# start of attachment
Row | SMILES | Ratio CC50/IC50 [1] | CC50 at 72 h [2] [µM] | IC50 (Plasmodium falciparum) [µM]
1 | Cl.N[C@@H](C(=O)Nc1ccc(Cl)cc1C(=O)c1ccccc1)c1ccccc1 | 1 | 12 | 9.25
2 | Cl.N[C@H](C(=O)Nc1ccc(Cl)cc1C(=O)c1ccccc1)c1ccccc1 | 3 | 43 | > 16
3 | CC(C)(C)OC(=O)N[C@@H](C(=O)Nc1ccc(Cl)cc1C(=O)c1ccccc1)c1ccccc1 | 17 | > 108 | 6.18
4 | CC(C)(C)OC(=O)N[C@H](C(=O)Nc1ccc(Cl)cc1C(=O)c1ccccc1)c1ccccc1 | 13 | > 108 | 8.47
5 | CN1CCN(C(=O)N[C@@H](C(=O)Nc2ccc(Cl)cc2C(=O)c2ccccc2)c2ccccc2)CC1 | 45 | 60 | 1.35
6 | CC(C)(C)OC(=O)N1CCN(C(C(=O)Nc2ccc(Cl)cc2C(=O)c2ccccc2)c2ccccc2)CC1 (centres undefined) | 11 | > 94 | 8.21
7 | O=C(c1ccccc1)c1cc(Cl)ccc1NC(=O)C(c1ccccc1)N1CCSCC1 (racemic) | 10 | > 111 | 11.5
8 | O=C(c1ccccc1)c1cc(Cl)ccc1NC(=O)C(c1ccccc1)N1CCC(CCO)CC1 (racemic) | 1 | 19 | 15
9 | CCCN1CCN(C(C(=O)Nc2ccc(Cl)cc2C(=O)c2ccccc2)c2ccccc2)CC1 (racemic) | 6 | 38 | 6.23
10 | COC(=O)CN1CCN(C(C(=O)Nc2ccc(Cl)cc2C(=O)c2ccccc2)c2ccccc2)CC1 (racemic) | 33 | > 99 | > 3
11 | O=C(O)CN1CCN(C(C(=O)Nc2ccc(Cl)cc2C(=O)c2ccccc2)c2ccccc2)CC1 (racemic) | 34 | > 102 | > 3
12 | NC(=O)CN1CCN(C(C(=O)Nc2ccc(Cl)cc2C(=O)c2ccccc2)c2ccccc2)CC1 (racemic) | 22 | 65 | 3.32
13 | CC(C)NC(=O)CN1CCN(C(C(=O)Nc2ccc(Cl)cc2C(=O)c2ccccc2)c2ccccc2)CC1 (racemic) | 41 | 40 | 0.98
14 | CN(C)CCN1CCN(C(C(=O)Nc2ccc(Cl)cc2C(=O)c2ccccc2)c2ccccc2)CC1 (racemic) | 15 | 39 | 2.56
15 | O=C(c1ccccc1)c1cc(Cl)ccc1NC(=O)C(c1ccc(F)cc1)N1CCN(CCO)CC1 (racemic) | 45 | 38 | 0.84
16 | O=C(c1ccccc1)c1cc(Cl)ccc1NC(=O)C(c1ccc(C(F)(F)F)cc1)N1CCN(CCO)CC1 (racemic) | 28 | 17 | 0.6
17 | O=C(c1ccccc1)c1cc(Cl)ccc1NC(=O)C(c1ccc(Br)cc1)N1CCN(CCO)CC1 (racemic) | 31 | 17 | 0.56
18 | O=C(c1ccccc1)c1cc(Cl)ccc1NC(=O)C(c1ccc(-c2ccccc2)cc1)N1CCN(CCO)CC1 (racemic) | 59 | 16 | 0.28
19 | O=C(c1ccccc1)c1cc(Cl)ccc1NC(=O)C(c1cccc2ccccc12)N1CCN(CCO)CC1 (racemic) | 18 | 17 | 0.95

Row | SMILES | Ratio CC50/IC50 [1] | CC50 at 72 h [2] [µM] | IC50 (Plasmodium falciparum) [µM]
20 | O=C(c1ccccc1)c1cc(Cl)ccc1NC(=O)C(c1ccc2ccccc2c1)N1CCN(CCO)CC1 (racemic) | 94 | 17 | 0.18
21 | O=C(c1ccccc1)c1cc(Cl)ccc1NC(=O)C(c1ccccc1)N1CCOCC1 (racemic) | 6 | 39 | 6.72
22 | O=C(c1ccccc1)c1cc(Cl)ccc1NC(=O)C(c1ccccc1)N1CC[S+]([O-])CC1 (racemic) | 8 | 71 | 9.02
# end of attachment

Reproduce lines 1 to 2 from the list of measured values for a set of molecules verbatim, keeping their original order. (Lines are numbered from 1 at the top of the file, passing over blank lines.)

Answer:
Row | SMILES | Ratio CC50/IC50 [1] | CC50 at 72 h [2] [µM] | IC50 (Plasmodium falciparum) [µM]
1 | Cl.N[C@@H](C(=O)Nc1ccc(Cl)cc1C(=O)c1ccccc1)c1ccccc1 | 1 | 12 | 9.25